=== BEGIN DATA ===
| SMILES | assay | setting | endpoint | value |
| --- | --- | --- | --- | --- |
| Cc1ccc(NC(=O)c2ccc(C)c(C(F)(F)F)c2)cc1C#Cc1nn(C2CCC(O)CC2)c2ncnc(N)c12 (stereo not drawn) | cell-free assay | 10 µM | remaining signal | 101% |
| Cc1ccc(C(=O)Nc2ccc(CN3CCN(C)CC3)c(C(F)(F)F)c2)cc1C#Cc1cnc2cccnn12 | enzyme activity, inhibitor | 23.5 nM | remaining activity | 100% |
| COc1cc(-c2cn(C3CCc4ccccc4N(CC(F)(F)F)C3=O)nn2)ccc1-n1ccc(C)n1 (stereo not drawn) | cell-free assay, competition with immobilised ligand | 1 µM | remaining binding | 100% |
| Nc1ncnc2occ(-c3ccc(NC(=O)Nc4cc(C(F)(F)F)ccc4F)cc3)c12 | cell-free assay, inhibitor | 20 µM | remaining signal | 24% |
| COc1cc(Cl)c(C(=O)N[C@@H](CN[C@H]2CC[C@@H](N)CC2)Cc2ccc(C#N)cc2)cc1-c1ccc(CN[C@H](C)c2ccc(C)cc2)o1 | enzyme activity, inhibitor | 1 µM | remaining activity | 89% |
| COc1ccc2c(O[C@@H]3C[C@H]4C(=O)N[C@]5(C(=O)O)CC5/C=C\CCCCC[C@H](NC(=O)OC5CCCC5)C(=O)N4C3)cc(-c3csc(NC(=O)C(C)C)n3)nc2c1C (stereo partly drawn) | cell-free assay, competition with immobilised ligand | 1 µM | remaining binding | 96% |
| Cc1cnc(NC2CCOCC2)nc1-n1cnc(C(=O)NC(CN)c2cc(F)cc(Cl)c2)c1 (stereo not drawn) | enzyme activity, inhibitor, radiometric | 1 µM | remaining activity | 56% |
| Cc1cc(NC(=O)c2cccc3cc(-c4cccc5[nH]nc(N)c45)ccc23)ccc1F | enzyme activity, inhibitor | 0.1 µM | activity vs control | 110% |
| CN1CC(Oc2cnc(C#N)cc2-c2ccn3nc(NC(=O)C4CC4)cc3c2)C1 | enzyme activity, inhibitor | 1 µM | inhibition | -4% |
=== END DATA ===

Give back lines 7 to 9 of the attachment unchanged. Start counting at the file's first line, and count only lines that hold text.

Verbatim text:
| COc1cc(Cl)c(C(=O)N[C@@H](CN[C@H]2CC[C@@H](N)CC2)Cc2ccc(C#N)cc2)cc1-c1ccc(CN[C@H](C)c2ccc(C)cc2)o1 | enzyme activity, inhibitor | 1 µM | remaining activity | 89% |
| COc1ccc2c(O[C@@H]3C[C@H]4C(=O)N[C@]5(C(=O)O)CC5/C=C\CCCCC[C@H](NC(=O)OC5CCCC5)C(=O)N4C3)cc(-c3csc(NC(=O)C(C)C)n3)nc2c1C (stereo partly drawn) | cell-free assay, competition with immobilised ligand | 1 µM | remaining binding | 96% |
| Cc1cnc(NC2CCOCC2)nc1-n1cnc(C(=O)NC(CN)c2cc(F)cc(Cl)c2)c1 (stereo not drawn) | enzyme activity, inhibitor, radiometric | 1 µM | remaining activity | 56% |